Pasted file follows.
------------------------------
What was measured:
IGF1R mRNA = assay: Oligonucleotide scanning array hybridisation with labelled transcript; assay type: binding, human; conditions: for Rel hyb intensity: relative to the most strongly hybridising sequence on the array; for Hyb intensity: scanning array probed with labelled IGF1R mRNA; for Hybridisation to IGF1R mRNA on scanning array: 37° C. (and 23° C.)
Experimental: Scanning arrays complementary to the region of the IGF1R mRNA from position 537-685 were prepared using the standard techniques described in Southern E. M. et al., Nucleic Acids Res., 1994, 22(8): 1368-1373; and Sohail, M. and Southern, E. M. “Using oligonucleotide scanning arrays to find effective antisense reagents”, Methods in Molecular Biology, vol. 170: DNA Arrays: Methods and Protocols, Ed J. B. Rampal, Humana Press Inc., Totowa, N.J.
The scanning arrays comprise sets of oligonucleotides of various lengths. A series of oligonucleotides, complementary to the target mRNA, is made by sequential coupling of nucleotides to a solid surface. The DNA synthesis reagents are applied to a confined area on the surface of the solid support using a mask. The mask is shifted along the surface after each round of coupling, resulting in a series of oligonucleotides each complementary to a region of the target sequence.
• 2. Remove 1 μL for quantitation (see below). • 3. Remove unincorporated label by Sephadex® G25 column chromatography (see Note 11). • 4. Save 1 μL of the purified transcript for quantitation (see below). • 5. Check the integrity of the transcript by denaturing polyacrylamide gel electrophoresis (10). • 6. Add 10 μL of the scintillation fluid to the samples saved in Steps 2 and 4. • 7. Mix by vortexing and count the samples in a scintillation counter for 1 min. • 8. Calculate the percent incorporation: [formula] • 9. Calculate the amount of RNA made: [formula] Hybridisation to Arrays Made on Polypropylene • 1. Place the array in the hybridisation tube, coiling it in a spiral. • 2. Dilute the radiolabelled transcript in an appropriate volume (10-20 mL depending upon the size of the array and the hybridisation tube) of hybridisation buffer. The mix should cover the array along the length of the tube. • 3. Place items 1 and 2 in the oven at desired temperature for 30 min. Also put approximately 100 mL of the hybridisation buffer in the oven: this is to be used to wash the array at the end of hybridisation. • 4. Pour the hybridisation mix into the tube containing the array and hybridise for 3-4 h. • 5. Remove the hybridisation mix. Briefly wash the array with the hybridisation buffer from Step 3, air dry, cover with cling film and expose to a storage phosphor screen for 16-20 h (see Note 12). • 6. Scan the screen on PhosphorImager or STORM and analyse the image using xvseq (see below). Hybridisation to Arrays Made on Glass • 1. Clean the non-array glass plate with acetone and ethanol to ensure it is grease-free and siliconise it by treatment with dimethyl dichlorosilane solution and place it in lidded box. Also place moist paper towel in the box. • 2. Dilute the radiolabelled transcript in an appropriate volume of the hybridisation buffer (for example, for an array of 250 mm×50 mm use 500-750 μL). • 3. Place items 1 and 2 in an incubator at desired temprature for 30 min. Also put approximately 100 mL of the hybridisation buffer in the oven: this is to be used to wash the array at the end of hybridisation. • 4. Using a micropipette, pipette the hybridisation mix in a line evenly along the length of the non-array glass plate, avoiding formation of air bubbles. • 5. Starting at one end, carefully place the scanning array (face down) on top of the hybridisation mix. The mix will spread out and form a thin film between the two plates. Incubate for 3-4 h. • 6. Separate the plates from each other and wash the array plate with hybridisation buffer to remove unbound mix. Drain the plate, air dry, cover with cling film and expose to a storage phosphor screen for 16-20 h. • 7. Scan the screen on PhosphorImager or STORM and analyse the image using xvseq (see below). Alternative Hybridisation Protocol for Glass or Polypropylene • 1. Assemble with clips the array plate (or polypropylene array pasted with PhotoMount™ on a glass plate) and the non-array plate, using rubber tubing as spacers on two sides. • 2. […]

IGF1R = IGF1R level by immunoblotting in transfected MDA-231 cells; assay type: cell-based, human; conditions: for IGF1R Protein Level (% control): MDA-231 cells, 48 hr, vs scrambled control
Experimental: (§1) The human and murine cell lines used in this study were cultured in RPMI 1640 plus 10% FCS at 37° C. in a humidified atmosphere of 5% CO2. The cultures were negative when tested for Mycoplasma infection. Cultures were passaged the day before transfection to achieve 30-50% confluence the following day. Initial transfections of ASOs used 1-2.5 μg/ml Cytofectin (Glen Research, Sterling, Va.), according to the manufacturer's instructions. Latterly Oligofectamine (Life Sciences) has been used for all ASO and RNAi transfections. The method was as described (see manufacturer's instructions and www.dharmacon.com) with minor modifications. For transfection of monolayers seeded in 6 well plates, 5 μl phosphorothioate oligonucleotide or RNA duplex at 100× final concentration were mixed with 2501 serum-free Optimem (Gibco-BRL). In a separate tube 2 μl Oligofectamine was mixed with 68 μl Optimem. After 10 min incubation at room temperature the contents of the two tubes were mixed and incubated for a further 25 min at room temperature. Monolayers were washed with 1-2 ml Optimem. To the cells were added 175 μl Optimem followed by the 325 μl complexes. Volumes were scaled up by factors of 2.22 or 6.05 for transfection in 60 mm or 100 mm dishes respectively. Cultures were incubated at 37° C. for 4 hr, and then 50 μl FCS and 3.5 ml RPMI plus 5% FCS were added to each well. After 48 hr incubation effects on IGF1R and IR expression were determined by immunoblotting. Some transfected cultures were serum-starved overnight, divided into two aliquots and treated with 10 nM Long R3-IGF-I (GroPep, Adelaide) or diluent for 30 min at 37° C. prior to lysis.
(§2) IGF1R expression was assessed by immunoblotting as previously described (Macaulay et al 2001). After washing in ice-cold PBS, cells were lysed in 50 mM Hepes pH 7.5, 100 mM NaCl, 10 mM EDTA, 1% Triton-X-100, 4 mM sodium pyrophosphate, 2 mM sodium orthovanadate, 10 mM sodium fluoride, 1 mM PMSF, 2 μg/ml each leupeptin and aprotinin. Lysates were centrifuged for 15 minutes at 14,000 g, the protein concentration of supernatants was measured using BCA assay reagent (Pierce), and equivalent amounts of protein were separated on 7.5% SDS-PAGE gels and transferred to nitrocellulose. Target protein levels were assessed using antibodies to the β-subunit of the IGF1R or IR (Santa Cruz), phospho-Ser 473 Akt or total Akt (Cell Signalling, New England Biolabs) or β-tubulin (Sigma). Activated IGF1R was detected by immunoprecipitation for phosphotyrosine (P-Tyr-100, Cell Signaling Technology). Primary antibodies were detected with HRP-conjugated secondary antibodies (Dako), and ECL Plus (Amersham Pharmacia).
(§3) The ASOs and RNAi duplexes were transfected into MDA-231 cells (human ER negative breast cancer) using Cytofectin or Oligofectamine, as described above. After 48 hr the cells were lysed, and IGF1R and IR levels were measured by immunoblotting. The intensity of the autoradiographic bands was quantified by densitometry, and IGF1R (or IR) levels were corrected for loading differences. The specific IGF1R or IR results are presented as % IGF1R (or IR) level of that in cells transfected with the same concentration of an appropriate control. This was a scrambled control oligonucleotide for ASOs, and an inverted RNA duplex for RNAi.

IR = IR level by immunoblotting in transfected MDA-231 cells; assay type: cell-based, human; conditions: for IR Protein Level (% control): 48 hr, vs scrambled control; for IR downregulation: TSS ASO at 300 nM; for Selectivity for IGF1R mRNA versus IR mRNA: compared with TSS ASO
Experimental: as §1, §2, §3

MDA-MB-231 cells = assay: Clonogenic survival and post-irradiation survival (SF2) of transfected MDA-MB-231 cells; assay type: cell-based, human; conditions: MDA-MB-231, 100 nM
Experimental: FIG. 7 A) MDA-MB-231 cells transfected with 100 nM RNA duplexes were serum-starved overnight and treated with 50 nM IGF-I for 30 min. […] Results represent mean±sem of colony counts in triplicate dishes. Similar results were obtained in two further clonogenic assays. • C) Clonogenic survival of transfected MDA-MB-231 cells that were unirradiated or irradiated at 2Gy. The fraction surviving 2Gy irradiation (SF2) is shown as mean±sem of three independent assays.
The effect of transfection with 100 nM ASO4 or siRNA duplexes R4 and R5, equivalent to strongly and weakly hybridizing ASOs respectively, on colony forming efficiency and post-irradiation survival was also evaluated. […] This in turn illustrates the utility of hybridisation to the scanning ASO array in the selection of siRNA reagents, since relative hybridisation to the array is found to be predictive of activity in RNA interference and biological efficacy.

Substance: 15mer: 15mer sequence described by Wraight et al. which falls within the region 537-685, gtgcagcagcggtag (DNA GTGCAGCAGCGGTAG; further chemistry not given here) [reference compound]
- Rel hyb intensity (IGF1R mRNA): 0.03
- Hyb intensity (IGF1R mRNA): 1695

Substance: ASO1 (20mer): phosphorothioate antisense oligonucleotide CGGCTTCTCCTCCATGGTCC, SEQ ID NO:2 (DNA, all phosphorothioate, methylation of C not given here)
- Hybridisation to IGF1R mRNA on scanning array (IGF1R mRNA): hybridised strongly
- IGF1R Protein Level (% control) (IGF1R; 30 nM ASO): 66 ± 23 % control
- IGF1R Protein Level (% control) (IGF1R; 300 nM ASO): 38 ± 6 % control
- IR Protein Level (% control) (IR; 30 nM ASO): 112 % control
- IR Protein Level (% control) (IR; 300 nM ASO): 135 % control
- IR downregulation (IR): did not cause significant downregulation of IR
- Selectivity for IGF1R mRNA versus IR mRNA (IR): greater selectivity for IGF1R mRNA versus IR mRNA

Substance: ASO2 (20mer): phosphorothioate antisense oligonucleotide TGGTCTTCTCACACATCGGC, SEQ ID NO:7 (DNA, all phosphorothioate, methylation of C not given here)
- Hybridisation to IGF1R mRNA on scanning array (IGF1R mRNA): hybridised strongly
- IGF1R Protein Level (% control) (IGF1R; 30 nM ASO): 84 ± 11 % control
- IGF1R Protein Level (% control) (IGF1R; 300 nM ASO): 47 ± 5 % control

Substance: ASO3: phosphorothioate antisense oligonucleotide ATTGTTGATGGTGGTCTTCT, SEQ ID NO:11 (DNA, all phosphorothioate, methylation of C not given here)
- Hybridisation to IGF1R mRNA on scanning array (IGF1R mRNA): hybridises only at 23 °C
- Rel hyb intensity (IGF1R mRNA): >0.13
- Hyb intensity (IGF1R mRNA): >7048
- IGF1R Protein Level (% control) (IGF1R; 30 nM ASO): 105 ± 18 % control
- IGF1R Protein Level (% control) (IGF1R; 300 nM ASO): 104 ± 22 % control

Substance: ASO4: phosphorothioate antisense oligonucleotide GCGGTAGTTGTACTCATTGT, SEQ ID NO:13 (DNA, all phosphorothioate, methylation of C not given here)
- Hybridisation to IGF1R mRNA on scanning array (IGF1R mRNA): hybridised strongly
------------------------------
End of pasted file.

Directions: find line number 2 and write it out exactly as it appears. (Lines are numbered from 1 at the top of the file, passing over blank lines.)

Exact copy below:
IGF1R mRNA = assay: Oligonucleotide scanning array hybridisation with labelled transcript; assay type: binding, human; conditions: for Rel hyb intensity: relative to the most strongly hybridising sequence on the array; for Hyb intensity: scanning array probed with labelled IGF1R mRNA; for Hybridisation to IGF1R mRNA on scanning array: 37° C. (and 23° C.)